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TTC: Electric and alternative fuel buses

nfitz

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I didn't see this as dead when reading it. Where's the deadness? TTC Staff doesn't seem to be about to proceed, but that doesn't stop others pushing the issue (Commissioners, Toronto, Metrolinx, etc.)
 

RedRocket191

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I didn't see this as dead when reading it. Where's the deadness? TTC Staff doesn't seem to be about to proceed, but that doesn't stop others pushing the issue (Commissioners, Toronto, Metrolinx, etc.)
Bingo

As I recall, staff recommended against expanding the bike rack program... and that didn't stop the TTC from voting to expand it and Metrolinx doing the same for the rest of the GTA.
 

ShonTron

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The 29 Dufferin stands out as the prime example of how trolley buses could be useful on such a high demand, stop-and-go kind of route without multiple branches or winding suburban stretches. 7 Bathurst would have been another one worth studying as well.

The fact that the TTC has gone head first into promoting, in whole, a not-well studied light rail/streetcar system means that we will have substations all over the place that can easily double to feeding an electric bus system. I could easily come up with a report as well saying that Transit City has no demonstrated need. Also, the TTC staffers tried to say a DRL was not needed with all these crazy ideas for increasing capacity on Yonge, including an expensive, multi-year, migrane-inducing re-renovation of Bloor-Yonge.

Basically, I am saying TTC staffers can write a report saying what ever they want to and be able to justify it.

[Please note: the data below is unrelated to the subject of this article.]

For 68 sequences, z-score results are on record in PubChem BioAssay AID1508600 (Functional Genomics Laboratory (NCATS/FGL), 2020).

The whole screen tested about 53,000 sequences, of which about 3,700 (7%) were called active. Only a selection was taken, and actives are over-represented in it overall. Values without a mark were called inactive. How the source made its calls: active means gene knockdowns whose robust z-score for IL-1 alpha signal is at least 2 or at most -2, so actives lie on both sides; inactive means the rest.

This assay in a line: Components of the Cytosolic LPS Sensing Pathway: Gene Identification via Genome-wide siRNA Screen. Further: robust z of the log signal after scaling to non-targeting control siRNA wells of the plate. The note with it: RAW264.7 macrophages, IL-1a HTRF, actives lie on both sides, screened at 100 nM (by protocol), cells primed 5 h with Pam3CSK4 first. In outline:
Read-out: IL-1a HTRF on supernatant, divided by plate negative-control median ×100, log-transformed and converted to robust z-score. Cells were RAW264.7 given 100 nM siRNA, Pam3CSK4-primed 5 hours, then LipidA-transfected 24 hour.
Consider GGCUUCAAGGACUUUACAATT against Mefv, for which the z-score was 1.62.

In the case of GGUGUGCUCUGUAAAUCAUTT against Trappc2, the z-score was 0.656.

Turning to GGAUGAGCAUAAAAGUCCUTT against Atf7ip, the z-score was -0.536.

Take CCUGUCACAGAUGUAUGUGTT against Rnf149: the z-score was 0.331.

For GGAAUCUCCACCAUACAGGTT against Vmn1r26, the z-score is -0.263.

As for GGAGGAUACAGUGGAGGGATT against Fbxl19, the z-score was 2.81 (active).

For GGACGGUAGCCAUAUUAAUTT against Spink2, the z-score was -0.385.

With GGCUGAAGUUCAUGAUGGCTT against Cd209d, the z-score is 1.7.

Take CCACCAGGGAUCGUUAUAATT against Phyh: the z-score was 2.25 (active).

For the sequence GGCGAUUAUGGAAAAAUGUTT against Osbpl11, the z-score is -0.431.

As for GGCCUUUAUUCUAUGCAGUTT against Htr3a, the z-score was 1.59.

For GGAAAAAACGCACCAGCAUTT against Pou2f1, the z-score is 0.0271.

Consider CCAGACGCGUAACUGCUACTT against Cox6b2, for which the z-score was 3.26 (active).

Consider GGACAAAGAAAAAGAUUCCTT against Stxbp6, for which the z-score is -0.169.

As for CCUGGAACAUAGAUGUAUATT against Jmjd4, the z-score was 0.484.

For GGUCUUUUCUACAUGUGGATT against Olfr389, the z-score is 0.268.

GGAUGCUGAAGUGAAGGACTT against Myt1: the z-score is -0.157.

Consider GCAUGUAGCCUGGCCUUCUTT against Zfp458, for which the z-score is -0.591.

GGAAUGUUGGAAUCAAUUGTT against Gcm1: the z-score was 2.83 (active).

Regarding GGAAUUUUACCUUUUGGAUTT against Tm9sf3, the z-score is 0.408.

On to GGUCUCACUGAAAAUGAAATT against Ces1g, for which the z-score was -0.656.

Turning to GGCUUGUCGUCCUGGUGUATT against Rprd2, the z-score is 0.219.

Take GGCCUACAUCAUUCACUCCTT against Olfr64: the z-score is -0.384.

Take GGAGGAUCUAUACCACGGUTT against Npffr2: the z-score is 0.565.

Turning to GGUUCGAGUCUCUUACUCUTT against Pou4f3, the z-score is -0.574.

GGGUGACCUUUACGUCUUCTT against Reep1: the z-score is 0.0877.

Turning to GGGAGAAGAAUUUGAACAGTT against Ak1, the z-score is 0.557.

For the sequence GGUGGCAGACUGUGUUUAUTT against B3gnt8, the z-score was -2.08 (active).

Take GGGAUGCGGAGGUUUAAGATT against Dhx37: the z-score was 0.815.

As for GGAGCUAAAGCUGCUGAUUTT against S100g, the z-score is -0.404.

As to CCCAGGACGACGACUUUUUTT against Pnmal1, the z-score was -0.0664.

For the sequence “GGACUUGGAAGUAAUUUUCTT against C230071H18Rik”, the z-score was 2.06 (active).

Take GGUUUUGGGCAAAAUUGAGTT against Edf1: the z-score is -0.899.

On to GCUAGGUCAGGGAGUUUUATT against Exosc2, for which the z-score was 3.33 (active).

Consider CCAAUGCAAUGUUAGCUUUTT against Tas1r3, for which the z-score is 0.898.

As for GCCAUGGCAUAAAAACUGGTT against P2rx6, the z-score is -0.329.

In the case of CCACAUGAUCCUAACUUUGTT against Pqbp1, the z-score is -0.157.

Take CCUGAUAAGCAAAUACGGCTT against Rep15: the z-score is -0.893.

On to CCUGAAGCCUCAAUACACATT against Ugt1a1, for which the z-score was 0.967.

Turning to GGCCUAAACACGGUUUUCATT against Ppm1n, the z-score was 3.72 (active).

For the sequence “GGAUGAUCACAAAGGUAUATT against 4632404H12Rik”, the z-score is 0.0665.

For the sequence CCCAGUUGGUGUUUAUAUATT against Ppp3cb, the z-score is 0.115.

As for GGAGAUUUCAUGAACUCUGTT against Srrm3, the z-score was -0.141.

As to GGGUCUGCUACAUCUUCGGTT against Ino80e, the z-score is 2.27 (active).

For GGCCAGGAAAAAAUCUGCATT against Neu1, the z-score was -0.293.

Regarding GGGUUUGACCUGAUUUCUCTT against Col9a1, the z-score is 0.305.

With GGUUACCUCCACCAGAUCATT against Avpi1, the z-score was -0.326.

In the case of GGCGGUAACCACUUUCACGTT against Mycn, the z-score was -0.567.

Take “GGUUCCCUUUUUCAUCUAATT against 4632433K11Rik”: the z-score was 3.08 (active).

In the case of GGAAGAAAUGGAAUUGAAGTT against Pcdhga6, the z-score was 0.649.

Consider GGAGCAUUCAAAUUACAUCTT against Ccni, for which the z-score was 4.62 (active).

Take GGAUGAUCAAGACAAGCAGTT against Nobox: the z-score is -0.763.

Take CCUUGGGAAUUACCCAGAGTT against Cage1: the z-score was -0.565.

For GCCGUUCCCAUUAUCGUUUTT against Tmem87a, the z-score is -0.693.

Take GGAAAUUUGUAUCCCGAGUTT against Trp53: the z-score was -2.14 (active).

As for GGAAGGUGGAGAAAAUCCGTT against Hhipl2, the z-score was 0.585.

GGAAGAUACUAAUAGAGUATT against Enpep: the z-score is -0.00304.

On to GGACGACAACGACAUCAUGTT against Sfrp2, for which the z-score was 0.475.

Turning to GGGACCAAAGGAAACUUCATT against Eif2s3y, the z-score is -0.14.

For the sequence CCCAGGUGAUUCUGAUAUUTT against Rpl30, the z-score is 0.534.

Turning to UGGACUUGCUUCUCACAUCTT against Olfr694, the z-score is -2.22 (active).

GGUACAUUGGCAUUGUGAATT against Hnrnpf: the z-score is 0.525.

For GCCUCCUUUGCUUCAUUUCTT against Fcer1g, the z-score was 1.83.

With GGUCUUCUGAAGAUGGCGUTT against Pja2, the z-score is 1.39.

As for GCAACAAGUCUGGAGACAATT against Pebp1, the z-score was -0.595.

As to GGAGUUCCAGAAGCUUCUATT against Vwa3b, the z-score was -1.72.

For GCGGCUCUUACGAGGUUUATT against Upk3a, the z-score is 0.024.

W. K. Lis

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W. K. Lis

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From the PDF report on Trolley Bus Service in Toronto (at this link) there is this little paragraph:

Even if diesel fuel costs, ridership, and frequency of service were all to double, the incremental cost estimates of converting the sample network to trolley bus operation still would be very high. The main cost disadvantages of trolley buses derive from the need for investment in electrification infrastructure (sub-stations and overhead power systems) which accounts for more than two-thirds of the total cost differential when compared to diesel bus operation. In addition, trolley buses offer less flexibility to both alter and extend routes to serve entirely new areas.
The report came out around February 18, 2009. In February of 2009, crude oil prices was under $47 a barrel. Today, crude oil prices are going over $100 a barrel. That sounds like a doubling of prices. We have now crossed the first line of the TTC's "requirement" to get trolley buses back in Toronto. Would a tripling of oil prices bring back trolley buses? Do I hear $141 a barrel?
 

Hipster Duck

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^Oil prices would have to be obscene to justify bringing back trolley buses which, as the report indicates, cost more than 3X as much to operate as an equivalent diesel bus. That's also assuming that a major spike in crude oil prices won't somehow translate to higher electricity prices, which is, of course, false.
 

sixrings

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Just make the 29 DUFFERIN and the 7 BATHURST a STREETCAR!